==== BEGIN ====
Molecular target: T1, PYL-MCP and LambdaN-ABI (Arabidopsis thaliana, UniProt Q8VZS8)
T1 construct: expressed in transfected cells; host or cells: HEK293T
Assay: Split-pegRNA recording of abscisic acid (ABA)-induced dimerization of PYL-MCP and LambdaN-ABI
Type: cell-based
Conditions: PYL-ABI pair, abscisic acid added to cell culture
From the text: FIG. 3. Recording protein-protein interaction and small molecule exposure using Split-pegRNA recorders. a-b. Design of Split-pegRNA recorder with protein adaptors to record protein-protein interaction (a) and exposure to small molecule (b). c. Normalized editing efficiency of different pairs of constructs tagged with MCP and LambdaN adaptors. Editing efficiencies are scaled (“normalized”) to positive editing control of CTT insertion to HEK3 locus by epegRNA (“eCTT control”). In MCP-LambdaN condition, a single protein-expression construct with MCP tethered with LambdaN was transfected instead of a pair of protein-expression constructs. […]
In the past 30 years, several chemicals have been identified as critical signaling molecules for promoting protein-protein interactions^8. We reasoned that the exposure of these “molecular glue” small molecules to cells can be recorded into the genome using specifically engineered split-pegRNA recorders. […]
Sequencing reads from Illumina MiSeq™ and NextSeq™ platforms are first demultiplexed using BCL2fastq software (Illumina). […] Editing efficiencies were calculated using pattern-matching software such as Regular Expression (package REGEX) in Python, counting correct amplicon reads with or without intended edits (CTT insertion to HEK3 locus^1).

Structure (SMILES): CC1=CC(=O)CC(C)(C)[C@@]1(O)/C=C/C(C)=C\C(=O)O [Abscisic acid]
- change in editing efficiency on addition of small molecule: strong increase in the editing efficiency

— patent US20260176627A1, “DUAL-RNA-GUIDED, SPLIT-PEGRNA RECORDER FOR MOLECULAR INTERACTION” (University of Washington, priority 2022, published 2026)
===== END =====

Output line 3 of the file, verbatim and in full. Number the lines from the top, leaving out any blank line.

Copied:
Assay: Split-pegRNA recording of abscisic acid (ABA)-induced dimerization of PYL-MCP and LambdaN-ABI